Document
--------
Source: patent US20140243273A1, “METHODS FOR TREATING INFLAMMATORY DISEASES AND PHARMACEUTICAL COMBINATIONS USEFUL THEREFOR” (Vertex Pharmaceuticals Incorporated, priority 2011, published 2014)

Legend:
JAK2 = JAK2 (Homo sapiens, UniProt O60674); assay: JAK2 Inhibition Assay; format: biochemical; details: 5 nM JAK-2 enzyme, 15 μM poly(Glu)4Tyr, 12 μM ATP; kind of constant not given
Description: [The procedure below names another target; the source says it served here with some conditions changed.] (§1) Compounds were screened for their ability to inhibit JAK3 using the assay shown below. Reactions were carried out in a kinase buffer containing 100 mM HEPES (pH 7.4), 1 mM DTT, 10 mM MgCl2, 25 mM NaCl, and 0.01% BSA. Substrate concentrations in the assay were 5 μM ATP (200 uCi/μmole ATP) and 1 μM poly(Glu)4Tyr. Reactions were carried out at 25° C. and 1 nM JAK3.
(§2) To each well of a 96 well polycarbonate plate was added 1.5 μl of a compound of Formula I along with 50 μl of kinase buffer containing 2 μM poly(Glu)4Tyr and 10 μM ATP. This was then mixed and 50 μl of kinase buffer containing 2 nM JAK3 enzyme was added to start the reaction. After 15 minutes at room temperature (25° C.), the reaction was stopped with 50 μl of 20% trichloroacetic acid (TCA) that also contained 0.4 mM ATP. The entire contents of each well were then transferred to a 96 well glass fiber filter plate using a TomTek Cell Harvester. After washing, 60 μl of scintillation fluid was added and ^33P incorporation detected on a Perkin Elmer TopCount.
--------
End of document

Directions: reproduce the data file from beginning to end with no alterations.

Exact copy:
Source: patent US20140243273A1, “METHODS FOR TREATING INFLAMMATORY DISEASES AND PHARMACEUTICAL COMBINATIONS USEFUL THEREFOR” (Vertex Pharmaceuticals Incorporated, priority 2011, published 2014)

Legend:
JAK2 = JAK2 (Homo sapiens, UniProt O60674); assay: JAK2 Inhibition Assay; format: biochemical; details: 5 nM JAK-2 enzyme, 15 μM poly(Glu)4Tyr, 12 μM ATP; kind of constant not given
Description: [The procedure below names another target; the source says it served here with some conditions changed.] (§1) Compounds were screened for their ability to inhibit JAK3 using the assay shown below. Reactions were carried out in a kinase buffer containing 100 mM HEPES (pH 7.4), 1 mM DTT, 10 mM MgCl2, 25 mM NaCl, and 0.01% BSA. Substrate concentrations in the assay were 5 μM ATP (200 uCi/μmole ATP) and 1 μM poly(Glu)4Tyr. Reactions were carried out at 25° C. and 1 nM JAK3.
(§2) To each well of a 96 well polycarbonate plate was added 1.5 μl of a compound of Formula I along with 50 μl of kinase buffer containing 2 μM poly(Glu)4Tyr and 10 μM ATP. This was then mixed and 50 μl of kinase buffer containing 2 nM JAK3 enzyme was added to start the reaction. After 15 minutes at room temperature (25° C.), the reaction was stopped with 50 μl of 20% trichloroacetic acid (TCA) that also contained 0.4 mM ATP. The entire contents of each well were then transferred to a 96 well glass fiber filter plate using a TomTek Cell Harvester. After washing, 60 μl of scintillation fluid was added and ^33P incorporation detected on a Perkin Elmer TopCount.